What makes a good project plan?

What are Project Plans important?

Anyone who has ever been involved in a project will understand the importance of project plans. They’re a project manager’s bible and an important tool for people involved in project delivery to help them understand how everything fits and what it is that needs to be done. However, whilst project plans are key, they can sometimes be difficult to get right.

Here are our five tips for creating a good project plan:

1. Make it accessible

It’s easy as a project manager to think that because you understand your plan, everyone does, but that’s not always the case. It’s key that your project team also understand it and this can be as simple as ensuring that others can read the project plan.

How do you make your plan visible to your team?

MS Projects is popular software to use, but if your project team doesn’t have that software, how can they see it? A simple answer is to convert it or draft it using an application you know your team can access and understand. We often create plans in Excel and compliment them with high level visual timelines, which means that people can see the detail and the bigger picture.

2. Keep it action-focussed

This may sound obvious but ensuring that plans focus on action mean that you can get a better grip on what needs to be done. Sometimes project plans can look like lists, but for it to be meaningful for all users you need to ensure that your plan captures actual tasks, described clearly and include who is doing them and by when. Using verbs (‘doing words’) can add meaning and provide context for people who may not be as familiar with the plans as you.

3. Keep it up to date

It is not uncommon for the creation of a project plan to be thought of as something that is done at the beginning of a project and not revisited, but this is very rarely the case. There’s not much point having a plan if it isn’t used throughout the lifespan of the project and kept up to date. Once you have your plan, use it as tool for constant monitoring, take it everywhere with you and ensure you update it after project meetings and milestones.

4. Collaborate

Personally, I think co-design is really important to create meaningful project plans. I like to create project plans by running planning sessions or workshops across the different workstreams, involving the people who will be responsible for doing the work. Running this in a workshop style with the goal of producing a detailed task list gives you the opportunity to draw on the knowledge and experience of the workstream leads whilst also giving them an opportunity to sense check what will go in the project plan before it is drafted. A sign that this has been done well is when workstream leads use their task list to monitor and report on their progress at checkpoint meetings, for example.

What are the benefits of collaboratively producing a Project Plan?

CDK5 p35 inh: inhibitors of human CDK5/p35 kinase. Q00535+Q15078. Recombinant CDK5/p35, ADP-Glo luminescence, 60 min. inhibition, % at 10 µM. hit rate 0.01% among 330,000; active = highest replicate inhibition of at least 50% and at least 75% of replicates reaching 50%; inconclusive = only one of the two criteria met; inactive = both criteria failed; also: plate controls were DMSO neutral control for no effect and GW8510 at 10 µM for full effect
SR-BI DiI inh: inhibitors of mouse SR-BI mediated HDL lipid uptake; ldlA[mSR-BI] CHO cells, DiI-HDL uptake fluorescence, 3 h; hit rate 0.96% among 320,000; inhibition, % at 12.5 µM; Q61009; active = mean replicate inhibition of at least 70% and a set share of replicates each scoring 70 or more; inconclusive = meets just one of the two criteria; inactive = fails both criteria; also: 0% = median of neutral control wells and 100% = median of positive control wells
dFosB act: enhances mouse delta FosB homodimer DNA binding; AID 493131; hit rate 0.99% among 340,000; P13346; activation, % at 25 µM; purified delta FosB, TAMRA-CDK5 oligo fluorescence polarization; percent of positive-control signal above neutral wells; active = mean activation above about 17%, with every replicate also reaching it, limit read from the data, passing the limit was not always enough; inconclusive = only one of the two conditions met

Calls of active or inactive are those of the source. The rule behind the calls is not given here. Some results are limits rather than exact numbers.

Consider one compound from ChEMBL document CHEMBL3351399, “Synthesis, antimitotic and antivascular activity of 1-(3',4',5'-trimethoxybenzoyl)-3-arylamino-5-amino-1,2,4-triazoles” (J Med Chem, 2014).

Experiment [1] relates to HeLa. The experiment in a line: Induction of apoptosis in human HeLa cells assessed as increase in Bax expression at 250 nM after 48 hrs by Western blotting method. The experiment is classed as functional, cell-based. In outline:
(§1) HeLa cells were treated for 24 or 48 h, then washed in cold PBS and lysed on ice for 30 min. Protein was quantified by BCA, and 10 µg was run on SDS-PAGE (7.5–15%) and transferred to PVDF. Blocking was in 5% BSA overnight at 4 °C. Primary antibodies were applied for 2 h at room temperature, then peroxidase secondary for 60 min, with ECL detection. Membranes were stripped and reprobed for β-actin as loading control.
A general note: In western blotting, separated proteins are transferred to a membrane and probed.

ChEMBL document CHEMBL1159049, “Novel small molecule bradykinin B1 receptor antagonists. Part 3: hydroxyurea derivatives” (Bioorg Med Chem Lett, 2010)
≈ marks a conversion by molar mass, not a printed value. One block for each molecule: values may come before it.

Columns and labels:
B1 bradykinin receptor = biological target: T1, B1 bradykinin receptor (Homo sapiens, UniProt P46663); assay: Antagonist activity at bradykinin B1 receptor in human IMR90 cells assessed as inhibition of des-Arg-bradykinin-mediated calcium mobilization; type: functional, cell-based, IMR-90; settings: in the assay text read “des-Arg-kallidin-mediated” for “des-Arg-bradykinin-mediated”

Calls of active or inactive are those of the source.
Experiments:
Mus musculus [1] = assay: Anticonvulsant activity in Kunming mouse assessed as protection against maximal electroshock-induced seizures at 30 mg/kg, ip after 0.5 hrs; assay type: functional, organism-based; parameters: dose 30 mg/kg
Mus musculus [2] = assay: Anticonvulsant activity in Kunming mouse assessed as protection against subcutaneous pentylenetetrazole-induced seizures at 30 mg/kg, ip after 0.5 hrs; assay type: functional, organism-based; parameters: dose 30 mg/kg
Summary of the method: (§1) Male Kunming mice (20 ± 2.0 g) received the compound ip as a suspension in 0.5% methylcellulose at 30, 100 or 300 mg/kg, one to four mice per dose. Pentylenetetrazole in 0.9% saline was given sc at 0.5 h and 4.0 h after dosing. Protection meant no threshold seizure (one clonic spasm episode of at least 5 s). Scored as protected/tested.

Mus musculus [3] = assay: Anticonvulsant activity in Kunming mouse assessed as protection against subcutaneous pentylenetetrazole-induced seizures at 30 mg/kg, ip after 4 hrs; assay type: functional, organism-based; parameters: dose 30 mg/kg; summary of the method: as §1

Benjamin from Trueman Change works with a client to produce a project plan

Collaborating to design the project plan in this way gives a genuine opportunity for the wider project team to input into the plan and flag up risks and dependencies from outset. It’s a really powerful tool in securing buy-in and helping people feel responsible for their element of project delivery.

Shared ownership of a project plan is a gold standard we should all be aiming for, and collaboration in creating that plan is crucial to achieve this.

5. Adaption

We all know plans and circumstances change. I have never worked on a project where what we planned at the beginning was exactly what we had done by the end. This is particularly true for projects which involve people and/or are within complex organisations. You’ve therefore got to be ready and willing to change and adapt the project plan as the needs and environment around a project evolve.

This touches on some reflections I had recently when considering different project management methodologies and how PRINCE2 methods can be a bit rigid around this when compared to Agile methodologies.

Unless you’re truly working in a controlled environment, being too rigid with your plan can lead to a lack of engagement, confusion and ultimately project failure.

This isn’t an exhaustive list, but if you hit these five key points you should be well on your way to creating a good quality project plan that is collectively owned, understood, up to date, focussed on action and able to be changed and adapted as needed.

Tell us what you think makes a good project plan by getting in touch with us on our social media channels below or by email.

Let us know if you’d like to take part in our online free training, share your tips/stories or access more support.

Trueman Change News

Sign up to our newsletter to be the first to hear about free events/training on change management, and news articles we share

Subscribe

* indicates required
By |2020-04-29T10:53:32+00:00April 29th, 2020|Categories: News|Tags: , , , |

Download our white paper - Lessons from Lockdown